A hypothetical example that actually happened in our house: A mean mother tells her nice children it's time to clean up and go upstairs for the night or some other awful thing that no one wants to do. The children justifiably object to their mother's unreasonable demands. The mother sings "I don't care what you're going to say!" and points up the stairs LIKE AN EVIL WITCH. The children are infuriated and worse, their hearts are irreparably broken. Parents, you might want to sing something like "Your whining never bothered me anyway" but just don't. It's cruel and you're breaking Rule 2 and it's like you didn't even watch the movie because you obviously missed the part about acts of true love and the meaning of family and everything else that is good in the world.

But it's OK. Your nice kids understand and will (eventually) forgive you. I mean, everyone's a bit of a fixer upper. That's what it's all about.

(c) Mommyland Blogs 2013


  1. OK, so you've seen this, right?

  2. Have you noticed that you can pretty much insert any lyric into "do you want to build a snowman." ? Like do you have to use the bathroom, do you really have to go? Or would you please go brush your teeth now? Or...its time to do your homework. Seriously the options are limitless. This is also sacrilegious. Try at your own risk :).

    1. For a biology project, my daughter is singing "Would You Like to Build a Feces." But she's a fan of sacrelege.

    2. So you've seen the "Do You Want to Hide a Body" parody, right?

  3. I love this. My girls are also obsessed. I made the mistake of showing them the youtube video of "Let it Go" and now all they do is nag me to "watch music on the ipad." It's pretty clear that they have nearly OD'ed on it when they can do all of the actions along with the song. They are 3 and 2, how do they remember crap like that?! My oldest even runs to the stairs in our house at the part when Elsa starts walking up her frozen stairway. Cute but verging on ridiculous. Lord knows we will be buying that movie the second it's out.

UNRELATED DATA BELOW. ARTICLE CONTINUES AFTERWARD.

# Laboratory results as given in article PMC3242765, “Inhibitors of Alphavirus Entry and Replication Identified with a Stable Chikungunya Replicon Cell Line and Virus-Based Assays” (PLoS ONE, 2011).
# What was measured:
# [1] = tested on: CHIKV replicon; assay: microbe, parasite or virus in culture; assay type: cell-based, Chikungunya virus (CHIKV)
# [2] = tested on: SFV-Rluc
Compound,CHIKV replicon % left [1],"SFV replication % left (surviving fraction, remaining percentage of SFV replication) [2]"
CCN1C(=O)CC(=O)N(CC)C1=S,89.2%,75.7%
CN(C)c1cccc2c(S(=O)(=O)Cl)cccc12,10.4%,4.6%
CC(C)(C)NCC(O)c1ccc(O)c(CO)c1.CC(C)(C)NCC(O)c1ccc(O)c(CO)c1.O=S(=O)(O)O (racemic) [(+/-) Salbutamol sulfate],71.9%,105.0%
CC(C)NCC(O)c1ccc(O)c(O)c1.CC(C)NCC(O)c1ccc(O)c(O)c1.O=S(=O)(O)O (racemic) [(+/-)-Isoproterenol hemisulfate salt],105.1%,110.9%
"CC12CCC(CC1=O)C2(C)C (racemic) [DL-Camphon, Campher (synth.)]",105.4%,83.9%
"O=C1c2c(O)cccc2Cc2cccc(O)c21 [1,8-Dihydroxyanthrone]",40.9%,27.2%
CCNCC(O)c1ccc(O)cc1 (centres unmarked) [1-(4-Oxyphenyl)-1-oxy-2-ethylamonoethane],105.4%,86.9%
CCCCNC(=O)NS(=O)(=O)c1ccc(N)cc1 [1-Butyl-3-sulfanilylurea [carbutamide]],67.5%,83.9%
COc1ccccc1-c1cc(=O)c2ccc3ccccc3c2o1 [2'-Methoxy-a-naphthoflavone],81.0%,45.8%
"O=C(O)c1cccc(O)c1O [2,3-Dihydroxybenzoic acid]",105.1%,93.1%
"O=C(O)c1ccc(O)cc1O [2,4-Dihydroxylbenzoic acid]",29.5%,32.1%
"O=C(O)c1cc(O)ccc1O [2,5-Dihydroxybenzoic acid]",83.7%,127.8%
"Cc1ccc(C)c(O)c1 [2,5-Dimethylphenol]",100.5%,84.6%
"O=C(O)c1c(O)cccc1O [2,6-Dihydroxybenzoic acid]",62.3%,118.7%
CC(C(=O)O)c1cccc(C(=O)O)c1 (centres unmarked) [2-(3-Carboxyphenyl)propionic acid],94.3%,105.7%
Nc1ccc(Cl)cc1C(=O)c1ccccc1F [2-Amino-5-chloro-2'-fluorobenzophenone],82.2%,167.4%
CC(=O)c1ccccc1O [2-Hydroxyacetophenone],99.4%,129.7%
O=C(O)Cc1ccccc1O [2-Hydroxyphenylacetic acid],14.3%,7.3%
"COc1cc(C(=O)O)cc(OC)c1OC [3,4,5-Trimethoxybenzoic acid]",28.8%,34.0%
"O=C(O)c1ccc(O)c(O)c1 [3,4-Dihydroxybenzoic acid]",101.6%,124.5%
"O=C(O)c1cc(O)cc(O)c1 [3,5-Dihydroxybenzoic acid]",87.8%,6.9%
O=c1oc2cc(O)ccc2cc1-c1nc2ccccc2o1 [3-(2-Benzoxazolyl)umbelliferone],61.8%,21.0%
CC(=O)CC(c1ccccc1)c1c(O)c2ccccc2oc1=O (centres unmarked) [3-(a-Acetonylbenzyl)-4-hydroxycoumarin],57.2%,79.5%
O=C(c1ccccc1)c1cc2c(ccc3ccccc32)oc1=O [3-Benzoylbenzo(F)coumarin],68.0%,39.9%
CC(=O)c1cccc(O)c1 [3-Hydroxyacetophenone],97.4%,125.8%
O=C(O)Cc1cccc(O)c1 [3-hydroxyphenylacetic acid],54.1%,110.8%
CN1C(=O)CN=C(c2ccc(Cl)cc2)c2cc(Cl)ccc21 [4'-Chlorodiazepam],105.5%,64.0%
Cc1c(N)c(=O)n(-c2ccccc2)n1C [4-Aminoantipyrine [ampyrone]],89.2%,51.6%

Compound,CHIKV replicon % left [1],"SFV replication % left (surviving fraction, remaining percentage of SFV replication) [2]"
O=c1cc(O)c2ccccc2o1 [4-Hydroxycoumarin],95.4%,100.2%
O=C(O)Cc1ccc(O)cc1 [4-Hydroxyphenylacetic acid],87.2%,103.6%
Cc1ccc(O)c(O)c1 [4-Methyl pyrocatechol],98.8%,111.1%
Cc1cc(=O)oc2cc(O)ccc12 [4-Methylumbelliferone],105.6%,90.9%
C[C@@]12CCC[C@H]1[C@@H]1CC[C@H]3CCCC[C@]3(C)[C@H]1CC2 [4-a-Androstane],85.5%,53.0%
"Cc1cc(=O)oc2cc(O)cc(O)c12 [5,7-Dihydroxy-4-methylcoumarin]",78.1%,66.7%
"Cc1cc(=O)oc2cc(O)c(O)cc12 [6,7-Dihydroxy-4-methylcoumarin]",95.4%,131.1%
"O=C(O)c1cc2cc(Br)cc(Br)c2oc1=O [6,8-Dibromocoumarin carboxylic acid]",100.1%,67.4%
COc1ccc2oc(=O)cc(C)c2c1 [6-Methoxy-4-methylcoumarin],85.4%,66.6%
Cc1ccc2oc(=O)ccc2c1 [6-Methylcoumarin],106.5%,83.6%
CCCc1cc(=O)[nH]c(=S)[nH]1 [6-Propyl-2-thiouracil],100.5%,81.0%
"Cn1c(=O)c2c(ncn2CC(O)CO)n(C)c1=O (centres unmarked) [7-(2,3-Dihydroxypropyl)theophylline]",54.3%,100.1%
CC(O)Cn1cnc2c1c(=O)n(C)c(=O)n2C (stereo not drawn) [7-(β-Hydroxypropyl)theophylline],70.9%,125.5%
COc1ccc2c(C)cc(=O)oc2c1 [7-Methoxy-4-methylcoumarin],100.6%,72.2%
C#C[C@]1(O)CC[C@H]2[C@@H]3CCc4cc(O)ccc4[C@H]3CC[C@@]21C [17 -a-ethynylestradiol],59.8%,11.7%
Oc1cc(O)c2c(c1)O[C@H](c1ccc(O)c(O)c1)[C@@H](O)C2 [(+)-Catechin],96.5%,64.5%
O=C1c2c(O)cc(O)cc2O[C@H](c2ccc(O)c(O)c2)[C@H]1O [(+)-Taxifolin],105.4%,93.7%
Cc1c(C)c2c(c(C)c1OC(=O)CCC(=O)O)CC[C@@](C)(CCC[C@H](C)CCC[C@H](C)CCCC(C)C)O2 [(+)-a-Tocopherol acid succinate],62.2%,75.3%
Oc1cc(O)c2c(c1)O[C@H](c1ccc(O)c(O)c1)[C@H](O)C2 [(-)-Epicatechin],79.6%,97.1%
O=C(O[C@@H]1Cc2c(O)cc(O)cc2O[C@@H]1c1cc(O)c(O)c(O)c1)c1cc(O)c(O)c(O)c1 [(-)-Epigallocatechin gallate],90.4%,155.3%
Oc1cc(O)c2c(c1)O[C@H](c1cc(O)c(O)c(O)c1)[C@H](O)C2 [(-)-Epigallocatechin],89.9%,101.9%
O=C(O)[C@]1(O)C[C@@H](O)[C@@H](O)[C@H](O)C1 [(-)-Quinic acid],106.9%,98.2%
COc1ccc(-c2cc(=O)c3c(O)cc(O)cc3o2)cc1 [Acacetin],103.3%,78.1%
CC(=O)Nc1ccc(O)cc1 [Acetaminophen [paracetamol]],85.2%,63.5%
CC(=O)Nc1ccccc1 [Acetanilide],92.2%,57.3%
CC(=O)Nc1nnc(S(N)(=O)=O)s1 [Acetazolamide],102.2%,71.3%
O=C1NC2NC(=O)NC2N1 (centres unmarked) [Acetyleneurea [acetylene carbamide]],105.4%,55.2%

4. I'll add a rule. Rule #11: If one person prefers the Elsa version of Let It Go and another person prefers the Demi Lovato version, we shall listen to each version, back to back, CONTINUOUSLY, in the car. And, Mommy, seriously, respect Rule #2. Or we're going to have serious problems.

    We've starting using "Let It Go" as a verb in our house to describe acting out or singing anything from the movie. As in, "Has she been 'letting it go' in her princess dress all day?" Or "If I have to 'let it go' one more gd time, I might scream."

  5. My girl is 13. Same rules apply............

  6. THIS IS THE BEST POST I HAVE READ IN OVER A YEAR! It is truly awesome. Hilarious. Your humor and fond love for your family come across as both endearing and twisted and it's just perfect. You win at blogging!!!!

  7. And here I thought only my kids say, "Mommy, don't sing." to any song. even songs they don't like.

  8. So you know this happened last night, right?

  9. I bought the sheet music. Big mistake. I saw yours and had to write my own version for playing said music on the piano.

  10. My 8 year old son yells and put's his monster truck sound reducing head phones on, whenever my 5/o daughter sings at the top of her lungs. Highlight of my day is when he's in his room with the door shut and I can hear him singing to the sound track. When I open the door he quickly presses pause and looks at me and says "Whatever mom, it just came on" GREAT post!

  11. So yeah first, I'm also not allowed to sing. Second, I totally sing "Let it go" and add words about them not doing what I've asked.

  12. Kind of late here, but just discovered your blog. I have an addendum to the Frozen rules. If a bus full of pre-teen/teenage boy scouts chooses to sing "Let It Go" over and over in your presence, DO feel honored, and DO NOT look skeptical when they explain that they only know the lyrics "because I have a little sister" nor tell anyone back at the campsite about the "really sweet" experience. These gang-members-in-uniform have knives and know how to use them.